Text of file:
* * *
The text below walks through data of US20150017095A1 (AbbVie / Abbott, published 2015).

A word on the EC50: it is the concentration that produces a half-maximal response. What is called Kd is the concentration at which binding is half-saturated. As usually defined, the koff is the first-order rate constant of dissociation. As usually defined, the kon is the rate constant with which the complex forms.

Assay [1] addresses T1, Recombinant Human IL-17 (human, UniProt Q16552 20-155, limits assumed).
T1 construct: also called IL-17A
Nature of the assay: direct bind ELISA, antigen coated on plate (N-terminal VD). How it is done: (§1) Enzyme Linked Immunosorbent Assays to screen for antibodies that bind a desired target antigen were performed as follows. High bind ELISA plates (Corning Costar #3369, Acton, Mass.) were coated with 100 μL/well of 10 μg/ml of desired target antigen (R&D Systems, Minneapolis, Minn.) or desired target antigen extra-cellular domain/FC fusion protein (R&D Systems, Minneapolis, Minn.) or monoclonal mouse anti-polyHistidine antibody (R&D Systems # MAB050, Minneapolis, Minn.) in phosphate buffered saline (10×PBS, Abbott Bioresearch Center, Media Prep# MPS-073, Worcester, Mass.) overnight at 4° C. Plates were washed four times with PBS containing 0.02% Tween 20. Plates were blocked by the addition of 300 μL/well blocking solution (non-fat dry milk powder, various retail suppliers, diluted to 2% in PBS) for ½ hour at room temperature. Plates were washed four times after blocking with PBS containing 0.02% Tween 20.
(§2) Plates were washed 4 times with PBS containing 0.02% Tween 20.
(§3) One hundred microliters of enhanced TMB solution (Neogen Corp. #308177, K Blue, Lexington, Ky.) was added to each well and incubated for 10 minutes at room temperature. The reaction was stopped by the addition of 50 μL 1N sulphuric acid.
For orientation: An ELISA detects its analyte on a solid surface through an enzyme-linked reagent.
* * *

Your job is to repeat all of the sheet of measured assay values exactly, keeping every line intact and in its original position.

The text below walks through data of US20150017095A1 (AbbVie / Abbott, published 2015).

A word on the EC50: it is the concentration that produces a half-maximal response. What is called Kd is the concentration at which binding is half-saturated. As usually defined, the koff is the first-order rate constant of dissociation. As usually defined, the kon is the rate constant with which the complex forms.

Assay [1] addresses T1, Recombinant Human IL-17 (human, UniProt Q16552 20-155, limits assumed).
T1 construct: also called IL-17A
Nature of the assay: direct bind ELISA, antigen coated on plate (N-terminal VD). How it is done: (§1) Enzyme Linked Immunosorbent Assays to screen for antibodies that bind a desired target antigen were performed as follows. High bind ELISA plates (Corning Costar #3369, Acton, Mass.) were coated with 100 μL/well of 10 μg/ml of desired target antigen (R&D Systems, Minneapolis, Minn.) or desired target antigen extra-cellular domain/FC fusion protein (R&D Systems, Minneapolis, Minn.) or monoclonal mouse anti-polyHistidine antibody (R&D Systems # MAB050, Minneapolis, Minn.) in phosphate buffered saline (10×PBS, Abbott Bioresearch Center, Media Prep# MPS-073, Worcester, Mass.) overnight at 4° C. Plates were washed four times with PBS containing 0.02% Tween 20. Plates were blocked by the addition of 300 μL/well blocking solution (non-fat dry milk powder, various retail suppliers, diluted to 2% in PBS) for ½ hour at room temperature. Plates were washed four times after blocking with PBS containing 0.02% Tween 20.
(§2) Plates were washed 4 times with PBS containing 0.02% Tween 20.
(§3) One hundred microliters of enhanced TMB solution (Neogen Corp. #308177, K Blue, Lexington, Ky.) was added to each well and incubated for 10 minutes at room temperature. The reaction was stopped by the addition of 50 μL 1N sulphuric acid.
For orientation: An ELISA detects its analyte on a solid surface through an enzyme-linked reagent.